By Korin Miller, Photography by Unsplash
“Same girl, same day, same time.”
It’s amazing how much something as seemingly innocent as a pair of stockings can make you feel like total crap about your body—and one woman is laying it all out on Instagram.
Body positive activist Milly Smith, who operates under the Insta handle @selfloveclubb, posted side-by-side photos of herself in a pair of black stockings, noting that they look like they’re being worn by different people. In the first pic, Milly’s stockings are up high on her hips, creating a slim waist; in the second, her stockings are low, creating a tummy.
“Same girl, same day, same time,” she captioned the photos. “Not a before and after. Not a weight loss transformation. Not a diet company promotion.”
Same girl, same day, same time. ? Not a before and after. Not a weight loss transformation. Not a diet company promotion. ? I am comfortable with my body in both. Neither is more or less worthy. Neither makes me more or less of a human being. Neither invites degrading comments and neither invites sleezy words. ? We are so blinded to what a real unposed body looks like and blinded to what beauty is that people would find me less attractive within a 5 second pose switch! How insanely ridiculous is that!? ? I love taking these, it helps my mind so much with body dysmorphia and helps me rationalise my negative thoughts. ? Don’t compare, just live for you. There is no one on this planet who’s like you and that’s pretty damn amazing don’t ya think. The world doesn’t need another copy, it needs you. ? We are worthy, valid and powerful beyond measure ?? (If you don’t pull your tights up as high as possible are you really human?)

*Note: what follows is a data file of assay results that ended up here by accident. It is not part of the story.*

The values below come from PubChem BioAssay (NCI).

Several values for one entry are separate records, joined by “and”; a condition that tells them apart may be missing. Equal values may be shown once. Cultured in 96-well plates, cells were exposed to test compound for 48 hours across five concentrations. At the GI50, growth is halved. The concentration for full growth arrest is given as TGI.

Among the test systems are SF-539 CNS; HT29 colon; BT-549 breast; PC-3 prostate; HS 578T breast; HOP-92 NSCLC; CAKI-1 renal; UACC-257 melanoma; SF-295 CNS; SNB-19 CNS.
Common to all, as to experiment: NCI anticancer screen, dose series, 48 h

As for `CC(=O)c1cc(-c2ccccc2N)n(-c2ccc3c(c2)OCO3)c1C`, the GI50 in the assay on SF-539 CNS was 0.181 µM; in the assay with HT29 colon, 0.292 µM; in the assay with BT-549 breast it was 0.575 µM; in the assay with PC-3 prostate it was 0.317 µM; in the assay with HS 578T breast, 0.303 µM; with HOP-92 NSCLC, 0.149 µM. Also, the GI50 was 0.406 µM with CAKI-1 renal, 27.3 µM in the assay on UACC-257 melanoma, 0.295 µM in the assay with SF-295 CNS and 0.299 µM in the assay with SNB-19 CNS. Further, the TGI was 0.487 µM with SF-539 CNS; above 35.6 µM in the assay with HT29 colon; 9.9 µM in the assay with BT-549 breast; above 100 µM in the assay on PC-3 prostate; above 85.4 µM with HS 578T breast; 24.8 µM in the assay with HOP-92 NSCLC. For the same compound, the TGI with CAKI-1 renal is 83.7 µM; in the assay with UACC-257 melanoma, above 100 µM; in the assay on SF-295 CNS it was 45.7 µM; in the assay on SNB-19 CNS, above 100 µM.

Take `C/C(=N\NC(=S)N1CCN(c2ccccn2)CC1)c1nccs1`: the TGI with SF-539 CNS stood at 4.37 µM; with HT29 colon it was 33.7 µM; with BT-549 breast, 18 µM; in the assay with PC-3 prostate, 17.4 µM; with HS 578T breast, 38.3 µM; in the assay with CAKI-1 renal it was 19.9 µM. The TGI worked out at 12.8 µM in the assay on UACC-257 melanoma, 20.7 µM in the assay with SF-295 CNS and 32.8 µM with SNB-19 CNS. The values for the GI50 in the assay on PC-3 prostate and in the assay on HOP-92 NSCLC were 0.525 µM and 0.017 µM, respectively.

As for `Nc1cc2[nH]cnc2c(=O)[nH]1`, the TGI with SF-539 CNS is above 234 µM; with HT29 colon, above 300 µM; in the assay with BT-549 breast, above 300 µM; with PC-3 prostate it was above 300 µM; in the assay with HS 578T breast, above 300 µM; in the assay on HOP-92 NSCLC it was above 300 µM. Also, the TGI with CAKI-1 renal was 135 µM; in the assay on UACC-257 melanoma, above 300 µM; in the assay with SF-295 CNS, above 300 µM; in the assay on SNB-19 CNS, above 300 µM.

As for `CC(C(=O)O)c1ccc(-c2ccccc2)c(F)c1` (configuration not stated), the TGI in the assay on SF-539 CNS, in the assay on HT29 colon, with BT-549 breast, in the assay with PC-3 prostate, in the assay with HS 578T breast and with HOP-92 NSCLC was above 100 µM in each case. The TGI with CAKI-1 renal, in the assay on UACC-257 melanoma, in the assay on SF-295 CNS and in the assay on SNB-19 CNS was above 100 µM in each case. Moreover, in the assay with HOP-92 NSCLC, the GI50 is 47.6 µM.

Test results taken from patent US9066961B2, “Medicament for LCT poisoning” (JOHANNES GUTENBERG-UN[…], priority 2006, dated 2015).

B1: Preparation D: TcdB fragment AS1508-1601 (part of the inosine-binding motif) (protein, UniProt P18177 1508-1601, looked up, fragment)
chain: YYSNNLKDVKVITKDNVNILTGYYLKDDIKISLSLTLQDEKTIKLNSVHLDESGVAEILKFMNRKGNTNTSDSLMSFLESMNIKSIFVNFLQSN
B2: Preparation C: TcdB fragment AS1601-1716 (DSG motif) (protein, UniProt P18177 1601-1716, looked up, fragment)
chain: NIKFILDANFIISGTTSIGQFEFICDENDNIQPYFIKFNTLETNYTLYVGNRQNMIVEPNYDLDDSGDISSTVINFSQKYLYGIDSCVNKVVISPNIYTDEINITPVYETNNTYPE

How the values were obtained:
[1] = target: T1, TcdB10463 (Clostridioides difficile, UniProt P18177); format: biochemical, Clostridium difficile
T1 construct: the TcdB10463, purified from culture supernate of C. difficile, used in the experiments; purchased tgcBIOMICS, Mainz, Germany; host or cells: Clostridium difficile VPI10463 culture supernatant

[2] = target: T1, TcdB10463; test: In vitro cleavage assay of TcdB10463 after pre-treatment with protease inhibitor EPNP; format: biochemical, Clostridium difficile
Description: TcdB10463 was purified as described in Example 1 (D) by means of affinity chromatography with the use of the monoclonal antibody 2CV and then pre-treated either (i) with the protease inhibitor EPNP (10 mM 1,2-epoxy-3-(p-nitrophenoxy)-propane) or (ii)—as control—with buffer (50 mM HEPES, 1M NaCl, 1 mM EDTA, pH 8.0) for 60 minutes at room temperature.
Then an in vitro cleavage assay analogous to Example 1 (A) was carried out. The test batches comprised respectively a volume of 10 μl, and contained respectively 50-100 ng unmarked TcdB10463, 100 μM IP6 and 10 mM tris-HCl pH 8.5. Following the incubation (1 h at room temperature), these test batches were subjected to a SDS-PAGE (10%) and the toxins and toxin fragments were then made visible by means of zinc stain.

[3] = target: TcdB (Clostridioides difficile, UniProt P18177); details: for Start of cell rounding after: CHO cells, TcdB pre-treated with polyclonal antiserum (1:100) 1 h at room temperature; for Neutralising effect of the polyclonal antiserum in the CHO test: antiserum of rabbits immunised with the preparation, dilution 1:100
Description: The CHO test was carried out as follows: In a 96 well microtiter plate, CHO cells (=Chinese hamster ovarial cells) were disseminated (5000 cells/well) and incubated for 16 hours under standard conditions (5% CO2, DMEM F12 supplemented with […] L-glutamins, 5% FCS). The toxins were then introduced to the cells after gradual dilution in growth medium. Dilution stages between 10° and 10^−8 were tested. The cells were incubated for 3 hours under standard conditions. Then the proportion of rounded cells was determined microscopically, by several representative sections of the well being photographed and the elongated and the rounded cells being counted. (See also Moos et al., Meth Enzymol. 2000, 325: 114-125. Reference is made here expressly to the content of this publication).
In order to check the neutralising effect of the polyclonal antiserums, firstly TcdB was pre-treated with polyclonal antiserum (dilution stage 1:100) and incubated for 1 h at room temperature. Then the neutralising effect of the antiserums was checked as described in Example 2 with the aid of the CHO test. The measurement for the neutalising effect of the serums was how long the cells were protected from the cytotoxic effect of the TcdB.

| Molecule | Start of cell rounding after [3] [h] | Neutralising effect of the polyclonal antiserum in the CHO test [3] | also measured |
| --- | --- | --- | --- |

Milly says she’s comfortable with the way she looks in both, pointing out that neither body is more worthy than the other. “Neither makes me more or less of a human being. Neither invites degrading comments and neither invites sleezy words,” she says. “We are so blinded to what a real un-posed body looks like and blinded to what beauty is that people would find me less attractive within a five-second pose switch! How insanely ridiculous is that!?”
Milly says she loves taking these kind of photos because it helps her get over her body dysmorphia, a mental illness in which people obsessed over perceived flaws in their appearance, and helps her rationalise her negative thoughts about her body. “Don’t compare, just live for you,” she says. “The world doesn’t need another copy, it needs you.”
READ MORE: Why Your Weight Fluctuates
Milly’s powerful post makes her one of a growing number of people who have used social media to show that appearances can be deceiving. In late December, Olympic gymnast-slash-total badass Simone Biles shut down trolls who said she didn’t look good in a bikini by simply stating on Twitter: “You all can judge my body all you want, but at the end of the day it’s MY body. I love it & I’m comfortable in my skin.” Last week, body positive model Ashley Graham shared a close-up of her cellulite on Instagram with the caption, “I work out. I do my best to eat well. I love the skin I’m in. And I’m not ashamed of a few lumps, bumps or cellulite… and you shouldn’t be either.” Fitness blogger Anna Victoria also posted side-by-side pics on Instagram of herself standing and sitting in a bikini. “Me 1% of the time vs. 99% of the time. And I love both photos equally,” she captioned the pics. “Good or bad angles don’t change your worth.”
The message is clear: Love your body, no matter what it looks like. You only have one, after all.
Want to be inspired by more body positive messaging? Check out this Nike Campaign.
This article was originally published on www.womenshealthmag.com